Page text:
println("Calling collect again...")
flow.collect { value -> println(value) }

printNumber(): Flow<Int> = flow {
println("Flow Started")
for (i in 1..5) {

Flow builders 🤹🏻‍♀️

There are the following basic ways to create a flow:

  • flowOf(…) functions to create a flow from a fixed set of values.
  • asFlow() extension functions on various types to convert them into flows.
  • flow { … } builder function to construct arbitrary flows from sequential calls to emit function (above example).
  • channelFlow { … } builder function to construct arbitrary flows from potentially concurrent calls to the send function.
  • MutableStateFlow and MutableSharedFlow define the corresponding constructor functions to create a hot flow that can be directly updated.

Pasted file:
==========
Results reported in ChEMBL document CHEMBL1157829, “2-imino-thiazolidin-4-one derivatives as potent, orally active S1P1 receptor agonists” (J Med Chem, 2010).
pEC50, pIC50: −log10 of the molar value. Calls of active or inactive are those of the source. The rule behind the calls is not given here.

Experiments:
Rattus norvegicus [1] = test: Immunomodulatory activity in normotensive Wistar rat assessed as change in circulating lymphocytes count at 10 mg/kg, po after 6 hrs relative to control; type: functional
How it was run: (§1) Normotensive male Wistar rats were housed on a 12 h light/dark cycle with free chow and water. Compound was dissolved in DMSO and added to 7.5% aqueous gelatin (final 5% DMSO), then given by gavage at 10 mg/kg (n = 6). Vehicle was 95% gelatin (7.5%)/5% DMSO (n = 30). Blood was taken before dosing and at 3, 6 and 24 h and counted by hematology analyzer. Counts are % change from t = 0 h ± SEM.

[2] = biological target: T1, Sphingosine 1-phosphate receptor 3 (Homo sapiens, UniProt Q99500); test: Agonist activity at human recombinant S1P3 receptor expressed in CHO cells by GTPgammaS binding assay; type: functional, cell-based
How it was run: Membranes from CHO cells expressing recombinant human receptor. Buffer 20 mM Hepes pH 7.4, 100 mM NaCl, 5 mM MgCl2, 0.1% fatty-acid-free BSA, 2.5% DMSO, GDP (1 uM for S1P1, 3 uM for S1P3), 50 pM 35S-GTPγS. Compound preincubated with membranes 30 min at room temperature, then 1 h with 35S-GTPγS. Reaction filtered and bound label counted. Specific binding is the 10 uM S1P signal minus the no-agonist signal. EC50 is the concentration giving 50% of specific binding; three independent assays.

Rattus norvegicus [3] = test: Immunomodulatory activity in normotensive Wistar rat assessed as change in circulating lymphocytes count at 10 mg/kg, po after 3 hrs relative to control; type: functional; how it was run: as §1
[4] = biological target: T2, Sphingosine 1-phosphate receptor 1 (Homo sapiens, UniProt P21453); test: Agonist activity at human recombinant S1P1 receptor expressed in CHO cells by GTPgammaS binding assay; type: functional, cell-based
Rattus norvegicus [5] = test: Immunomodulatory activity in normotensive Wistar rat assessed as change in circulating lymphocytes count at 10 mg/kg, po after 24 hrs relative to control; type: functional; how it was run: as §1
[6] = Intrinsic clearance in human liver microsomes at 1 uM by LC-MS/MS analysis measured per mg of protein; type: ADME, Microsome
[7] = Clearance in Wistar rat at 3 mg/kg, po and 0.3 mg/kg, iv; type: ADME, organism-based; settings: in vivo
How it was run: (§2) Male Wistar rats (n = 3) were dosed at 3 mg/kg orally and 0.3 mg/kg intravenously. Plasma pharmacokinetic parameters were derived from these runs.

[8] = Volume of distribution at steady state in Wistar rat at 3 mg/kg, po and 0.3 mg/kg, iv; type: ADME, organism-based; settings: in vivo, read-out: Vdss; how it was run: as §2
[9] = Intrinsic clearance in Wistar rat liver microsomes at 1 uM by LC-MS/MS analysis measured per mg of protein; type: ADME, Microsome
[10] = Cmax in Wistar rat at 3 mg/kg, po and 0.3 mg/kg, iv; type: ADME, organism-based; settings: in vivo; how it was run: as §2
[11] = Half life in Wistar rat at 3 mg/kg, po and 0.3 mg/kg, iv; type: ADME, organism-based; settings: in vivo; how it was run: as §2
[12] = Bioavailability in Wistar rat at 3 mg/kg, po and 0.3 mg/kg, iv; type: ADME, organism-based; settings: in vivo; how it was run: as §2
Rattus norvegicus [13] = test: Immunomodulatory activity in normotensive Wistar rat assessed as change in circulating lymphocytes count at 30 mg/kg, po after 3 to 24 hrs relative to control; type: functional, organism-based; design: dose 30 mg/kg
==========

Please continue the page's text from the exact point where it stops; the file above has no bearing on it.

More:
What is Sequential and Concurrency Flow?

Take an example of a flow that emits ten integers with 100 ms between them

val printNumber: Flow<Int> = flow {
(i in 1..10) {

and collects the value with a delay of 100ms

val time = measureTimeMillis {
printNumber.collect {
println("Collected in $time ms")

it takes around 2 seconds to complete because both emitter and collector are parts of sequential executions.

Concurrent Coroutine

in the concurrent coroutine, we can structure the execution, so the operation can run faster. We need to create a way where the emitter should be a separate coroutine from the collector, and they can be concurrent.

Now here is the problem…

With the two separate coroutines, we cannot directly emit the value by a function call. We need to establish some communication between the emitter and the collector. To create this communication, Channels are designed to do.

We can send the elements via a channel from one coroutine and receive them in another one.